Nogom Agricultural Exports aims to achieve EGP 27m in exports by the end of this year compared to EGP 20m recorded during 2015, representing a 35% increase.
Chairman of Nogom Yassin Ahmed said the company intends to increase exports by way of a new plan to enter several markets and widen the scope of its activities in existing markets.
Ahmed explained that the company’s annual exports amounted to 1,700 tonnes and hopes to increase the figure to 2,200 by the end of this year. He said 100% of the company’s exports are sent to European countries most notably Switzerland, England, Germany, and the Netherlands.
The decline in agricultural crops on the global market last year helped increase the quantities exported this year as well as prices dropping 20% for several products.
The agricultural crops sector faces many issues that hinder development, at the forefront of which is a lack of skilled labour on the local market. This means that more time and effort must be put into production.
He said shipping products has come to form another obstacle suffered by the sector after offices and contractors with no experience or respect for time have taken over this field within the sector. These organisations often delay shipments, meaning that companies must pay late fees to clients abroad.
There is a lack of supervision on maritime lines because they are fully owned by foreign companies, indicating that shipments arrive late by an average of 15 days to European ports, which influences product quality.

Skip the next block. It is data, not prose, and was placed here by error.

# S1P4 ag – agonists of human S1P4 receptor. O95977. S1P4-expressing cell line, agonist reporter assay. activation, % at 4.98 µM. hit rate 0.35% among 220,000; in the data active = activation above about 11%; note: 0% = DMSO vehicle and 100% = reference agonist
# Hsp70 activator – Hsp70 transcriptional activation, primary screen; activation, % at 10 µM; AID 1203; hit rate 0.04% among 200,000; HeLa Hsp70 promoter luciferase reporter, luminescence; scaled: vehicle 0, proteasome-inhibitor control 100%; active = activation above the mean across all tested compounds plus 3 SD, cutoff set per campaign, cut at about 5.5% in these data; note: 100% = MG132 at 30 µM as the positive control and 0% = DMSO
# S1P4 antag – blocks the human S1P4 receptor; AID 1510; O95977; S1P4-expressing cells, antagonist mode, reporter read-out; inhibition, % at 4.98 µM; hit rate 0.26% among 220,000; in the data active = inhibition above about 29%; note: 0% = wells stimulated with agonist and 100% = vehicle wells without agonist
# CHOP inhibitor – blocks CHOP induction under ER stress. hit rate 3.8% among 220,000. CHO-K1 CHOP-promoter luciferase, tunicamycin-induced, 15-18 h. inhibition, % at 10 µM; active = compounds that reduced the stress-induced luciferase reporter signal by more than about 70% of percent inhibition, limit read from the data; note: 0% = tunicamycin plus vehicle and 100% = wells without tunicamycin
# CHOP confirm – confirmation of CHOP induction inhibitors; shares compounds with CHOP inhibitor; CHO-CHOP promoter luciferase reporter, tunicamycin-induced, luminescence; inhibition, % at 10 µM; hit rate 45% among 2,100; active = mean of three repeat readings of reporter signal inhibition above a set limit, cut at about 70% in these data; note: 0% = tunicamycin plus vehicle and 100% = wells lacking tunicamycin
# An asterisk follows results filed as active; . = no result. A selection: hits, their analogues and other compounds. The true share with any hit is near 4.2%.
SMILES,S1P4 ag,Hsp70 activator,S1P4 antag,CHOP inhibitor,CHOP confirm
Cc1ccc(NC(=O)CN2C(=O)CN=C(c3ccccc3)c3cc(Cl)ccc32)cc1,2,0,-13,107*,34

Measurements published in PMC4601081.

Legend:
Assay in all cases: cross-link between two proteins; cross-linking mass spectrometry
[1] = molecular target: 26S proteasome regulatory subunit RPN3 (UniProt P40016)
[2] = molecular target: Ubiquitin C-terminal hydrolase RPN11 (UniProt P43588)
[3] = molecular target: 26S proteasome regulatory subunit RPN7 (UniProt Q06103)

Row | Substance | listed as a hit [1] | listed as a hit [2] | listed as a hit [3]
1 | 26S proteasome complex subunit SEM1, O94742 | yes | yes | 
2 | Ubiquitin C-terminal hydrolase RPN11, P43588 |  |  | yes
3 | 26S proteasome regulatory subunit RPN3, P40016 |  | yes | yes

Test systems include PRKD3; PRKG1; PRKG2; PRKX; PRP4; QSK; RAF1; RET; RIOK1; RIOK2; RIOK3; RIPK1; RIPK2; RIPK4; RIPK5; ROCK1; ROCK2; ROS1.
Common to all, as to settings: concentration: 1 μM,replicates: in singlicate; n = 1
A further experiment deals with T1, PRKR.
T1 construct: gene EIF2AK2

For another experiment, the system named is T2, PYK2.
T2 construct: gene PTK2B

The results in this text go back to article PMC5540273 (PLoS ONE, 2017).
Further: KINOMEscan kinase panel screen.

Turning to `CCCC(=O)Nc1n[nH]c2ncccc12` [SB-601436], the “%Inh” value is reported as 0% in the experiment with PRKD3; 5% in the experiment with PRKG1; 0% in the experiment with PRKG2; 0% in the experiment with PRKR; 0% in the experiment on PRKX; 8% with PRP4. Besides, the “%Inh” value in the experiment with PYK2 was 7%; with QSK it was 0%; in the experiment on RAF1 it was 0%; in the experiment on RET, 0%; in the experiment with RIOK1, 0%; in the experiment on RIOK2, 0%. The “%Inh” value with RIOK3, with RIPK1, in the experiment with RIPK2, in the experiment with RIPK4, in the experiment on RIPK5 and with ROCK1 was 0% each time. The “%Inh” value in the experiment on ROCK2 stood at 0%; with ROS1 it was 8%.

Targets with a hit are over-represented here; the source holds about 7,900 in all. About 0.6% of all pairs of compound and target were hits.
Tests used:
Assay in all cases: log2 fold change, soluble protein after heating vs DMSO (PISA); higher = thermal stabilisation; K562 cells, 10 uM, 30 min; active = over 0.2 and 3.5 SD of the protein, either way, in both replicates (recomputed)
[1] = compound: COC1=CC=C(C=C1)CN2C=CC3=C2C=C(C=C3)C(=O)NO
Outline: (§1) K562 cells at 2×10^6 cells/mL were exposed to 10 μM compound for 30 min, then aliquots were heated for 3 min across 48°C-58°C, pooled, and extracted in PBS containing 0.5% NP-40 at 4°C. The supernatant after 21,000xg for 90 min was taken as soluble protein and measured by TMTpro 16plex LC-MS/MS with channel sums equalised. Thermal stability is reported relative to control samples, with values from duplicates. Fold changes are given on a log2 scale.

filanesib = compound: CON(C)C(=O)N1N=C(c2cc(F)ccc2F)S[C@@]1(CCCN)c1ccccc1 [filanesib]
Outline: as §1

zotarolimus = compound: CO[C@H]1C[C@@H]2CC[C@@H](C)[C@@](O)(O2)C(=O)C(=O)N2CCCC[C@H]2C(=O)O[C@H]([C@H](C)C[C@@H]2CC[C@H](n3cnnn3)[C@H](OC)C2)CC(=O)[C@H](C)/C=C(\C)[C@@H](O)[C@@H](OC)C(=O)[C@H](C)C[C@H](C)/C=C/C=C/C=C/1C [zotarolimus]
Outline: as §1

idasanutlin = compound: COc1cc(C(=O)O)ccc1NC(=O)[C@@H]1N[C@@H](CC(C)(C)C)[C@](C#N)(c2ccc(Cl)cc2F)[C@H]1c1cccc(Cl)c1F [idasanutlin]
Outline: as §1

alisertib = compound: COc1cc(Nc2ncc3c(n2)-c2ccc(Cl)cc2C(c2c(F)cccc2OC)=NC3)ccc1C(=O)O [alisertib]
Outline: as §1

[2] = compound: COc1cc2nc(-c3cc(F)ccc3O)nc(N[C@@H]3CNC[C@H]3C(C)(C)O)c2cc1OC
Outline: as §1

If Italian export methods are followed, shipments will only take eight days but the cost of transport from Italy to European countries is high because goods are transported on the road. He emphasised the need to find private Egyptian shipping lines to facilitate export and lighten the burden on exporters.
Ahmed suggested that the government sign a transport agreement with Greece and that this could be utilised to reach European markets and shorten the time and cost required by shipments in comparison to Italy.
He criticised the lack of governmental support for export companies in the event that they are unable to collect dues from customers abroad, which negatively impacts the emergence of a new generation of exporters.
Egyptian trade representation offices in countries abroad are not undertaking the role they were established to play and Ahmed called for the offices to provide information to customers abroad as well as studies on consumers’ tastes and preferences within these countries.
There is a need for an office for exporters to be established in exporting countries. The office would help exporters collect late payment from customers, help companies become more competitive, and promote their products.
The government delayed the disbursement of dues owed to exporting companies in the form of export support for the season 2014/2015, exposing exporters to significant risks. He indicated that the funds were considered liquidity by several companies, especially smaller ones, in preparation for the new season. Egypt is among the countries providing the least amount of support to exporters, Ahmed said.
The increase in the cost of transport and production combined with export companies’ delayed receipt of export support caused several companies to be hesitant to export bean and strawberry products this season. Prices for such goods have dropped in the global markets.
Nogoom Agricultural Exports Company exports green and dried onions, garlic, strawberries, sweet potatoes, and pomegranates.